Implementing buffer~ editing operations in Max 6 (lengthy post)

Aug 24, 2012 at 3:47pm

Implementing buffer~ editing operations in Max 6 (lengthy post)

Hi folks,

I would like to definetely understand how to implement methods that correctly read and write from/to buffer~ objects.
The challenge is to take care of all the locking and deferral problems that make interacting with buffer~ not a trivial task.
I am not interested about Max 4 or 5. I’d rather talk specifically about Max 6, since this last update of Max changed some fundamental aspects of dealing with buffer~, making certain things easier than they were in the past.

I would like to start with a conceptually simple example that will go through most of the problems one might encounter.

Let’s say I want to write a method that copies a portion of a source buffer~ to another destination buffer~.
The destination buffer~ will be resized to match the portion copied from the source buffer~.

So far the simplified version of my code looks something like this:

typedef struct _myobj
{
    t_object   obj;
    void       *qelem;
    t_buffer   *srcbuf;
    t_buffer   *dstbuf;
    t_symbol   *srcname;
    t_symbol   *dstname;
    float      beg_ms;
    float      end_ms;
} t_myobj;

void *myobj_new(t_symbol *sym, long argc, t_atom *argv)
{
    t_myobj *x;

    if (!(x = object_alloc(myobj_class))) {
        return NULL;
    }
    x->qelem = qelem_new(x, (method)myobj_qfn);
    x->srcbuf = NULL;
    x->dstbuf = NULL;
    x->srcname = NULL;
    x->dstname = NULL;
    x->beg_ms = 0.f;
    x->end_ms = 0.f;
}

void myobj_free(t_myobj *x)
{
    qelem_free(x->qelem);
}

void myobj_set(t_myobj *x, t_symbol *sym, long argc, t_atom *argv)
{
    if (sym != x->srcname) {
        x->srcbuf = (t_buffer *)globalsymbol_reference((t_object *)x, sym->s_name, "buffer~");
        if (x->srcname) {
            globalsymbol_dereference((t_object *)x, x->srcname->s_name, "buffer~");
        }
        x->srcname = sym;
    }
}

// that's where the action starts to happen...
void myobj_copysrctodst(t_myobj *x, t_symbol *sym, long argc, t_atom *argv)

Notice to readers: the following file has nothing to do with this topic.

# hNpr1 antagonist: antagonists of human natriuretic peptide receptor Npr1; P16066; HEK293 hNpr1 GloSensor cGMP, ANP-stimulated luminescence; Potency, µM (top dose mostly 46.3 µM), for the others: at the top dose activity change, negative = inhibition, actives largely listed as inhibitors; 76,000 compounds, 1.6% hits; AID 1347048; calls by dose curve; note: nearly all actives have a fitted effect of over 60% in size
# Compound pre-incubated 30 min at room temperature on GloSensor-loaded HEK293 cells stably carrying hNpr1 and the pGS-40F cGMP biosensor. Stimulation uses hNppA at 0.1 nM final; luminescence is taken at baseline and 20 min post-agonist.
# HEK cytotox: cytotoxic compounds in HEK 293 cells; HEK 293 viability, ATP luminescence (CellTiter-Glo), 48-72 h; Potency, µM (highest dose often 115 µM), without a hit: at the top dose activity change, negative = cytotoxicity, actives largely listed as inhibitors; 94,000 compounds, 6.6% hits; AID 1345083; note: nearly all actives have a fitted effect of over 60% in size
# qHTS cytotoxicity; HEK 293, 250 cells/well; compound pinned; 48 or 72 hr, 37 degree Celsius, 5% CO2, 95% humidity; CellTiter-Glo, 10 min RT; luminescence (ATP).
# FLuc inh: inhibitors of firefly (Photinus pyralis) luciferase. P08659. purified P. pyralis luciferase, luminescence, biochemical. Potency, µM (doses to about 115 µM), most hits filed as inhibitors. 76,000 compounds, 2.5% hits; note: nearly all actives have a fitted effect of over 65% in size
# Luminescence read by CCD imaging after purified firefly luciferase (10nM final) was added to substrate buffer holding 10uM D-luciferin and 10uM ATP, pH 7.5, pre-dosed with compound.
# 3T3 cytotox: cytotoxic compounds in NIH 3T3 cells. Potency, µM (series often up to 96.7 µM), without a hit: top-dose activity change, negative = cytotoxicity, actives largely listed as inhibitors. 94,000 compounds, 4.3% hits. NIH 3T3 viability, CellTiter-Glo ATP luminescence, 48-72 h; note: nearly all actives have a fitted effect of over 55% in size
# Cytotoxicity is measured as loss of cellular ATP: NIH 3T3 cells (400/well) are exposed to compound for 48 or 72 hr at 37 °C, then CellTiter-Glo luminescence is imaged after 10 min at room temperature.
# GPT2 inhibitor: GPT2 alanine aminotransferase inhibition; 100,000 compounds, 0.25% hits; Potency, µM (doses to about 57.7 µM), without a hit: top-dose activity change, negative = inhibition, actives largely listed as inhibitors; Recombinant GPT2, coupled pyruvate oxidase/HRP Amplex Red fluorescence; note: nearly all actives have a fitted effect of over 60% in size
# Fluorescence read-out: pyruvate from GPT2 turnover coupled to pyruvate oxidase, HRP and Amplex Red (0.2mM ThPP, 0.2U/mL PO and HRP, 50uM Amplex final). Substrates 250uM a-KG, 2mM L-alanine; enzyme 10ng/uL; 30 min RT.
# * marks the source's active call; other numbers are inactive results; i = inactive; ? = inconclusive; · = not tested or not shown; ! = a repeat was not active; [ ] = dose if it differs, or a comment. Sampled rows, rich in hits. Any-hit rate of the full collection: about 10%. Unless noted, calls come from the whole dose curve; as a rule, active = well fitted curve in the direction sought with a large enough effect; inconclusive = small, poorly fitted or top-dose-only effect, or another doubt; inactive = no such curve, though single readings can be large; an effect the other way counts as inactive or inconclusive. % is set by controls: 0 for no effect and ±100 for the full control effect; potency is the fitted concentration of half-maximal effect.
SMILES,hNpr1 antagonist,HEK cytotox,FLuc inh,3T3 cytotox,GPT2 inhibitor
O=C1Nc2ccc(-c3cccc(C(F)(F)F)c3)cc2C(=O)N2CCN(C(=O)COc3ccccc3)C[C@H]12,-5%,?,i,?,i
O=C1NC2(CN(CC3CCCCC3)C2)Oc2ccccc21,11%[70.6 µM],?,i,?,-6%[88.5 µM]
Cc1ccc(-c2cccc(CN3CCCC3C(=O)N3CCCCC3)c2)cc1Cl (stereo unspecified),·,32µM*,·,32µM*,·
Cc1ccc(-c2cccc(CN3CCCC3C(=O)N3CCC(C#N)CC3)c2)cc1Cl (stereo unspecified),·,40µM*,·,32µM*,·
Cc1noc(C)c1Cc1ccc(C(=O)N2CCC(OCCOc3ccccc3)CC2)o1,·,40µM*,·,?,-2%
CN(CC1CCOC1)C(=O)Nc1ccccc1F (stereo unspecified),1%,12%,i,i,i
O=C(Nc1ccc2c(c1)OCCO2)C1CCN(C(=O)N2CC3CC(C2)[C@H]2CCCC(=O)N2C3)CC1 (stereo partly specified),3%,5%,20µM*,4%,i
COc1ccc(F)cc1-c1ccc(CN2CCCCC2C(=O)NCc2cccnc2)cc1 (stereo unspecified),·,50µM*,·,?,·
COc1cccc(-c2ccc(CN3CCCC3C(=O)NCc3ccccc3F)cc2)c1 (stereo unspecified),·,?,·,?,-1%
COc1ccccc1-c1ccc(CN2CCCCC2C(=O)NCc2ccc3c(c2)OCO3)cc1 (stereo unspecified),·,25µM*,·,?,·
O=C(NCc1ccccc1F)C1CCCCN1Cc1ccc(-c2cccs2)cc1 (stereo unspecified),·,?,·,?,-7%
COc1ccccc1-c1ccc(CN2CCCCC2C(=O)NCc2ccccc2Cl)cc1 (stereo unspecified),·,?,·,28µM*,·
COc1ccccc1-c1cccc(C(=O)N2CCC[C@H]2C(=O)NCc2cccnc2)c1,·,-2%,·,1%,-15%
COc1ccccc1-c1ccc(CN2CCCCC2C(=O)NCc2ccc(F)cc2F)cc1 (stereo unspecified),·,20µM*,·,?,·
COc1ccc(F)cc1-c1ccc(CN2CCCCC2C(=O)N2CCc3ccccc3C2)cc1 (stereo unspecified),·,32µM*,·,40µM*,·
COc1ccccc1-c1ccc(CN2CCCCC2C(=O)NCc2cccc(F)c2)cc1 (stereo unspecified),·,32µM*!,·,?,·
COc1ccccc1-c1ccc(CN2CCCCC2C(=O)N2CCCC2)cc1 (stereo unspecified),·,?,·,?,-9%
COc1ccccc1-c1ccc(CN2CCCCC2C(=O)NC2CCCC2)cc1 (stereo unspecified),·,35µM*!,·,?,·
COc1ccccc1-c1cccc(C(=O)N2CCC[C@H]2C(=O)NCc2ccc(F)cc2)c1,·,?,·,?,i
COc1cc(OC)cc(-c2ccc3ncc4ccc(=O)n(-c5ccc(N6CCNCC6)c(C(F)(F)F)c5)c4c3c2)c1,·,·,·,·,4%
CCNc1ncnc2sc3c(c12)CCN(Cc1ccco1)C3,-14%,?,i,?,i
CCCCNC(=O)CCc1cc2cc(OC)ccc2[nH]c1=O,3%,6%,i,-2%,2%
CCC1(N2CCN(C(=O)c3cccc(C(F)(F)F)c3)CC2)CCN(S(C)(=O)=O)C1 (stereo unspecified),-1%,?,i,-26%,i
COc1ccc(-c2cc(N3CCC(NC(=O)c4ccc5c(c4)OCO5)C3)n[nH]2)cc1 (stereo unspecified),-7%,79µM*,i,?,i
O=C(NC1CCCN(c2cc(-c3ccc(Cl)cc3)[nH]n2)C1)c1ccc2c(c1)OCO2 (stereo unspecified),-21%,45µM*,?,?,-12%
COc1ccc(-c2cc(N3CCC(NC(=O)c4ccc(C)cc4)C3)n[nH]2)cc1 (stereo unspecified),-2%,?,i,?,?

{
    t_buffer *srcbuf = x->srcbuf;	// assuming we have already bound to the source buffer~

    if (srcbuf) {
        if (argc >= 3 && argv) {

            // First step is to resize the destination buffer~.
	    // I believe we don't need to implement any deferral or locking for that.
            t_symbol *dstname = atom_getsym(argv);
            float beg_ms = atom_getfloat(argv+1);
            float end_ms = atom_getfloat(argv+2);
            float size_ms = end_ms - beg_ms;

            x->dstname = dstname;
            x->beg_ms = beg_ms;
            x->end_ms = end_ms;

            // this will make us able to receive notifications from the destination buffer~
            // upon completion of the resizing operation.
            x->dstbuf = (t_buffer *)globalsymbol_reference((t_object *)x, dstname->s_name, "buffer~");
            if (!x->dstbuf) {
                object_error((t_object *)x, "buffer~ %s not found", dstname->s_name);
                return;
            }

            // I am assuming that the appropriate locking and deferral mechanism
            // is handled inside this function.
            object_attr_setfloat(x->dstbuf, gensym("size"), size_ms);
        }
    }
}

Now we need to check in our notify method when the buffer~ is done resizing, and then proceed to copy the selected samples at low priority.